Posted November. 06, 2014 08:34,
Guus Hiddink, the legendary soccer coach who led the Korean national team to the semifinals at the 2002 World Cup Korea-Japan, has been reborn as a figure symbolizing excellence of Korean stem cell treatment. Hiddink, who was suffering from severe arthritis, had his knee cartilage almost completely worn out. Rejecting recommendations to take an artificial joint surgery by hospitals in the U.S. and Germany, Hiddink chose to take stem cell treatment in Korea. He started treatment in January this year, and was declared as having fully recovered from the illness 10 months later.
The treatment that gave coach Hiddink a second life is Cartistem that is made from cord blood stem cells. Cartistem developed by bio venture firm Medipost received product licensure as treatment for knee cartilage, which has been damaged due to degenerative conditions and repeated injuries, from the Korea Food and Drug Ministry in January 2012. It was the first to receive licensure among stem cell treatments in the world. The treatment is undergoing clinical trials in the U.S. to acquire licensure from the Food and Drug Administration. Despite a highly costly price that is not covered by the national health insurance system, the treatment has been used in more than 1,600 patients thus far.
Stem cell treatments developed in Korea include Hearticellgram, a treatment for cardiac infarction, and Cupistem, a treatment for fistulous opening (a disease that causes holes in tissue between rectums and anus), as well as Cartistem. Hearticellgram and Cupistem use stem cells from tissues of the patients own body. Umbilical cord stem cells and autologous stem cells do not derive from human eggs and hence are free from controversy of bioethics. They are results of steadfast research and investment in stem cells by Korean biotech firms.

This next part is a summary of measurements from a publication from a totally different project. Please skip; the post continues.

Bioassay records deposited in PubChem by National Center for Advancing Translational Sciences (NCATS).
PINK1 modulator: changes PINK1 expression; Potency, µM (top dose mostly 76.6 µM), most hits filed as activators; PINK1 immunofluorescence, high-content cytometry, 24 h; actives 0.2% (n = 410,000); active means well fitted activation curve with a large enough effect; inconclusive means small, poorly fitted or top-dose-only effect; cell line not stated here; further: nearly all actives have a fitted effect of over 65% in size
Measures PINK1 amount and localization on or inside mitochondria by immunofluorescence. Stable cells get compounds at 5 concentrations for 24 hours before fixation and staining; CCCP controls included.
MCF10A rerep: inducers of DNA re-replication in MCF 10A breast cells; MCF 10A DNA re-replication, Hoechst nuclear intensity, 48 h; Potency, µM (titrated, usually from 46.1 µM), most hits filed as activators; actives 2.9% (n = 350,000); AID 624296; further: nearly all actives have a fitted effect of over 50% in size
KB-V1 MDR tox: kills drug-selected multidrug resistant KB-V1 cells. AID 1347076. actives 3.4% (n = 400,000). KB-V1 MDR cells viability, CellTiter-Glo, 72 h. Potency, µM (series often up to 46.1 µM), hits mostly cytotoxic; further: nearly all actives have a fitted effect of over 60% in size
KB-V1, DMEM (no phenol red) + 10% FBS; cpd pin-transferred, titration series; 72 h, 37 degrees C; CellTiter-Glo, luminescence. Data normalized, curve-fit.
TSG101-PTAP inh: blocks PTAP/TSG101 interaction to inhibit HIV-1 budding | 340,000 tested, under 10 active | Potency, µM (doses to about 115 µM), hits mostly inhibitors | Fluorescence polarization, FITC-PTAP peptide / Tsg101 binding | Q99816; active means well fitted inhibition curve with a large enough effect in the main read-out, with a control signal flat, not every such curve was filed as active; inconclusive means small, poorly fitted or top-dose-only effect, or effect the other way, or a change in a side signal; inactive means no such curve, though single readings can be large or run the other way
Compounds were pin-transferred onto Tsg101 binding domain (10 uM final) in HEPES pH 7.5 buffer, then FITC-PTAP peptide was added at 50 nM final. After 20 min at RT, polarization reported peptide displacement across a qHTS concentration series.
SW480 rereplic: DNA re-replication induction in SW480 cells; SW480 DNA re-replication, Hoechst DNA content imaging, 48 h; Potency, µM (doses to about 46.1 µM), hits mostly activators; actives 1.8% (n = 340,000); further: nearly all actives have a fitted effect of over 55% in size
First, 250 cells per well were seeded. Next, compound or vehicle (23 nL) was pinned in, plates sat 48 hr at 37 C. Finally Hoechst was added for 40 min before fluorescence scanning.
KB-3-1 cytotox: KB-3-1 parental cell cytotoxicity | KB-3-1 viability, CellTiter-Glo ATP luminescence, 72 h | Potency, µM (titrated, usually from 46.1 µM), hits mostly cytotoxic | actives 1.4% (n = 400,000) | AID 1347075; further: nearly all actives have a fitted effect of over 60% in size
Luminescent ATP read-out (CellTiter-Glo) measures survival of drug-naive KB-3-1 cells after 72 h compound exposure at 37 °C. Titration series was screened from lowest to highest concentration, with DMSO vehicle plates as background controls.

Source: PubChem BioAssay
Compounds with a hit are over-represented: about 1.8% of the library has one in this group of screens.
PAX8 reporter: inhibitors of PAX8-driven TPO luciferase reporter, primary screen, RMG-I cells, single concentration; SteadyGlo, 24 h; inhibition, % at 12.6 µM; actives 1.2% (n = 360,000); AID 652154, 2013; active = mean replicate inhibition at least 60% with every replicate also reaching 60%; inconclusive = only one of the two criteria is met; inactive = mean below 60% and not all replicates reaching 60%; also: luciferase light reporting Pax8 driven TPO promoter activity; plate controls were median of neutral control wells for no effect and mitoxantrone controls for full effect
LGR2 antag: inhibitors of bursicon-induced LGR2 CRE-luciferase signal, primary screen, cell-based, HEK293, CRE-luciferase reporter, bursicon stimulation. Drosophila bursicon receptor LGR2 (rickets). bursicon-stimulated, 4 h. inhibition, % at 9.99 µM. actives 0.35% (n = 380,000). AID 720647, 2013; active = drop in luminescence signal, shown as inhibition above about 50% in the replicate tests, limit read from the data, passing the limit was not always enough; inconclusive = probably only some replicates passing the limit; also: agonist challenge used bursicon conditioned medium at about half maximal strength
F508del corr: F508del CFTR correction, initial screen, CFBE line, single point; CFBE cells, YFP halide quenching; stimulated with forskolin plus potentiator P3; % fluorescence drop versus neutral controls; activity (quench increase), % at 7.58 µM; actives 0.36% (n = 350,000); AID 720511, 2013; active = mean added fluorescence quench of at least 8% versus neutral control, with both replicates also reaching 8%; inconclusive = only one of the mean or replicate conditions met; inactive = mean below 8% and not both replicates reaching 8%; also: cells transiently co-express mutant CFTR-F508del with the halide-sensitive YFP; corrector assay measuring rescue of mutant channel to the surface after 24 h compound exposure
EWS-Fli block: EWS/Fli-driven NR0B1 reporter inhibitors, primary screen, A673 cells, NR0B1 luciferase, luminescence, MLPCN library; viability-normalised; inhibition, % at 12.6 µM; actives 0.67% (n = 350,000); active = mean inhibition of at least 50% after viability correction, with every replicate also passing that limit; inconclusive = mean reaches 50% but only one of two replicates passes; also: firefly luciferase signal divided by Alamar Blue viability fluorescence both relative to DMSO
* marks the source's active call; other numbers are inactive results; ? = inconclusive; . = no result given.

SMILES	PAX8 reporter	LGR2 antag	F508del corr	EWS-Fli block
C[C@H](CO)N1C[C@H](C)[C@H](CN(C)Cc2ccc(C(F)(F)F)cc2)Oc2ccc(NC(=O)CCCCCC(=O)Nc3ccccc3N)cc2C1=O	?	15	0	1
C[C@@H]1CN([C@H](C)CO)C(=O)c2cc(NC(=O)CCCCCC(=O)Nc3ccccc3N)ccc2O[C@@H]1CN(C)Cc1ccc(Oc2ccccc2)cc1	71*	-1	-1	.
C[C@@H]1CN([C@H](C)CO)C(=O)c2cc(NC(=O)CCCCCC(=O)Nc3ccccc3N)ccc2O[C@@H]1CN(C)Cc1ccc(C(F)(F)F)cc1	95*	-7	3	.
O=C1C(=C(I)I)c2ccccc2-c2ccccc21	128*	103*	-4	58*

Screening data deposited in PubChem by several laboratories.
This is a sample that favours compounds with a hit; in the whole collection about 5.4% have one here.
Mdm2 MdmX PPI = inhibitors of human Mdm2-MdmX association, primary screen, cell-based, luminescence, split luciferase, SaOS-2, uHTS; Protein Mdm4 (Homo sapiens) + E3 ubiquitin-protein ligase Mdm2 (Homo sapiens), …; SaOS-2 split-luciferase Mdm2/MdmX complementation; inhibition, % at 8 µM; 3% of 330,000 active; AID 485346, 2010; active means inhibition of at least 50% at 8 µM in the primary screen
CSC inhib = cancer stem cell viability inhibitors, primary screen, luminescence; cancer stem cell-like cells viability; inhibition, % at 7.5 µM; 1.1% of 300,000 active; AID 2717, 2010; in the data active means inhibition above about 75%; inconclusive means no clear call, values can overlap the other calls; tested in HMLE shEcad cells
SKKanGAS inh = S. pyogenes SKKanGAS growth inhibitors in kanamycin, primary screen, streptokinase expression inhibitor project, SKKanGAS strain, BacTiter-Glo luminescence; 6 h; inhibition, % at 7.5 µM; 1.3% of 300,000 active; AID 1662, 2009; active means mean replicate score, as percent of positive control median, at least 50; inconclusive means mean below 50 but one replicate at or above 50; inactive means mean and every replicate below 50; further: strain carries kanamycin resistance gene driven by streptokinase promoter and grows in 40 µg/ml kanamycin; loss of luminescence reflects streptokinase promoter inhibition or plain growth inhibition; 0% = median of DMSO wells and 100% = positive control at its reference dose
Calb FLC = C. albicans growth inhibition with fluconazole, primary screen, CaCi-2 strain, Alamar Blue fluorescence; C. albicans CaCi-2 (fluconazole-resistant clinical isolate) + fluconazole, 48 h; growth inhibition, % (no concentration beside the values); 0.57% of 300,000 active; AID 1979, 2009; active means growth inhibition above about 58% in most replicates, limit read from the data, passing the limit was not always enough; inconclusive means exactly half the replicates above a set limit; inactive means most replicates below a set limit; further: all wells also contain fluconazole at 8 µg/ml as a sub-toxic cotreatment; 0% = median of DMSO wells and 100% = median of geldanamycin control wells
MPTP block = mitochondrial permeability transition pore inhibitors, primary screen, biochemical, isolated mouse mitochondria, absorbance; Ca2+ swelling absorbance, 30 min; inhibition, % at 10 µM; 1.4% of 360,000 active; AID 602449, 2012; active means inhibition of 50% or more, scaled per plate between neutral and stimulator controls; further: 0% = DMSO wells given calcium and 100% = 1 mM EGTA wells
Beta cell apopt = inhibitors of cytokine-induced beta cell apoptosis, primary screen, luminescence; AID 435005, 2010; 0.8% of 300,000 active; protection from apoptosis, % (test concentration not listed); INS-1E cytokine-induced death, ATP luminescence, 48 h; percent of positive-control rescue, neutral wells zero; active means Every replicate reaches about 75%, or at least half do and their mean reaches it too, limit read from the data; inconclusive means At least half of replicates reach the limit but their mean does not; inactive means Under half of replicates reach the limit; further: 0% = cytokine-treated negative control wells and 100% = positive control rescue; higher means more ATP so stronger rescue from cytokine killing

In tune with the aging society and a growing number of people with chronic diseases, the bio industry is considered a "cash cow industry of the future." Notably, the stem cell sector that treats abnormal bodily organs is the most promising field. Not only bio powerhouses such as the U.S., Japan and the European Union but also China have jumped into the industry. As research on induced pluripotent stem cells (iPS) recently won the Nobel Prize in physiology and medicine, countries worldwide are having mounting interest in the field. The Korean government should create an environment to enable Korean biotech firms to take a leap forward in the global market, by providing generous support for investment and putting in place prompt and predictable licensure and approval process.